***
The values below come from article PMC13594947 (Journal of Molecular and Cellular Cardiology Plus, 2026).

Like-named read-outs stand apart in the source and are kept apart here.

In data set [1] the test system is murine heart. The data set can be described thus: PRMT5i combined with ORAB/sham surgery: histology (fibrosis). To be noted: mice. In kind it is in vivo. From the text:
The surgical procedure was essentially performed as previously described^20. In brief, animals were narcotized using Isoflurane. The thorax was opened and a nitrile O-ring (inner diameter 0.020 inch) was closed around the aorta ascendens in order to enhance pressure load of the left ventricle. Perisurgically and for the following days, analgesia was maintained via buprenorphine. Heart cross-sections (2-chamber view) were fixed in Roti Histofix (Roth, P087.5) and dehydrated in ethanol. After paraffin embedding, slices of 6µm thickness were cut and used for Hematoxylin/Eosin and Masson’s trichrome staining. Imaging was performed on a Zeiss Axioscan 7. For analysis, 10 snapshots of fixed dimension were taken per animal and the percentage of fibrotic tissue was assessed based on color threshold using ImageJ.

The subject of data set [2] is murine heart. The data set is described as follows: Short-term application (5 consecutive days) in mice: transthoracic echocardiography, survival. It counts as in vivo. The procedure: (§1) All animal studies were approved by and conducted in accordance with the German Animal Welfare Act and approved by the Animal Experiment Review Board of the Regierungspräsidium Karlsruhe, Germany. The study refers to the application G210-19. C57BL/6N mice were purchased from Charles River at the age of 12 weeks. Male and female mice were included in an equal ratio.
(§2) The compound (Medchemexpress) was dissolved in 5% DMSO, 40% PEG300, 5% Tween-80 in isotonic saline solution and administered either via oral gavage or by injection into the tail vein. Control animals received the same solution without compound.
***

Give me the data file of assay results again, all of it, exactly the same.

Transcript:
The values below come from article PMC13594947 (Journal of Molecular and Cellular Cardiology Plus, 2026).

Like-named read-outs stand apart in the source and are kept apart here.

In data set [1] the test system is murine heart. The data set can be described thus: PRMT5i combined with ORAB/sham surgery: histology (fibrosis). To be noted: mice. In kind it is in vivo. From the text:
The surgical procedure was essentially performed as previously described^20. In brief, animals were narcotized using Isoflurane. The thorax was opened and a nitrile O-ring (inner diameter 0.020 inch) was closed around the aorta ascendens in order to enhance pressure load of the left ventricle. Perisurgically and for the following days, analgesia was maintained via buprenorphine. Heart cross-sections (2-chamber view) were fixed in Roti Histofix (Roth, P087.5) and dehydrated in ethanol. After paraffin embedding, slices of 6µm thickness were cut and used for Hematoxylin/Eosin and Masson’s trichrome staining. Imaging was performed on a Zeiss Axioscan 7. For analysis, 10 snapshots of fixed dimension were taken per animal and the percentage of fibrotic tissue was assessed based on color threshold using ImageJ.

The subject of data set [2] is murine heart. The data set is described as follows: Short-term application (5 consecutive days) in mice: transthoracic echocardiography, survival. It counts as in vivo. The procedure: (§1) All animal studies were approved by and conducted in accordance with the German Animal Welfare Act and approved by the Animal Experiment Review Board of the Regierungspräsidium Karlsruhe, Germany. The study refers to the application G210-19. C57BL/6N mice were purchased from Charles River at the age of 12 weeks. Male and female mice were included in an equal ratio.
(§2) The compound (Medchemexpress) was dissolved in 5% DMSO, 40% PEG300, 5% Tween-80 in isotonic saline solution and administered either via oral gavage or by injection into the tail vein. Control animals received the same solution without compound.